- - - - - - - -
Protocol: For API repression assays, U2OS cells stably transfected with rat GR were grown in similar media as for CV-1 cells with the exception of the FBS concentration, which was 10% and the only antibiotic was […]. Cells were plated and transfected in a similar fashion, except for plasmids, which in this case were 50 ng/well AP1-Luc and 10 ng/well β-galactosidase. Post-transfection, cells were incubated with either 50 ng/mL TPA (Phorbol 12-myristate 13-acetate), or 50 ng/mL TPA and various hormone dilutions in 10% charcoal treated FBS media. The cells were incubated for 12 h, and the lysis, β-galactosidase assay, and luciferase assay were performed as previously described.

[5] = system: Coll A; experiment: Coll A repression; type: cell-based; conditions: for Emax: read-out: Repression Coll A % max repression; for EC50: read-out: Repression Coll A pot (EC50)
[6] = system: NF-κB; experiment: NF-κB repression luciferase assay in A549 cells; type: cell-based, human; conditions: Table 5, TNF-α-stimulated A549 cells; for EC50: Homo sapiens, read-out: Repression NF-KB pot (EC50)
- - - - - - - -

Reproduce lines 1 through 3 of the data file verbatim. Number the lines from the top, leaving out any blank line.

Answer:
Protocol: For API repression assays, U2OS cells stably transfected with rat GR were grown in similar media as for CV-1 cells with the exception of the FBS concentration, which was 10% and the only antibiotic was […]. Cells were plated and transfected in a similar fashion, except for plasmids, which in this case were 50 ng/well AP1-Luc and 10 ng/well β-galactosidase. Post-transfection, cells were incubated with either 50 ng/mL TPA (Phorbol 12-myristate 13-acetate), or 50 ng/mL TPA and various hormone dilutions in 10% charcoal treated FBS media. The cells were incubated for 12 h, and the lysis, β-galactosidase assay, and luciferase assay were performed as previously described.

[5] = system: Coll A; experiment: Coll A repression; type: cell-based; conditions: for Emax: read-out: Repression Coll A % max repression; for EC50: read-out: Repression Coll A pot (EC50)
[6] = system: NF-κB; experiment: NF-κB repression luciferase assay in A549 cells; type: cell-based, human; conditions: Table 5, TNF-α-stimulated A549 cells; for EC50: Homo sapiens, read-out: Repression NF-KB pot (EC50)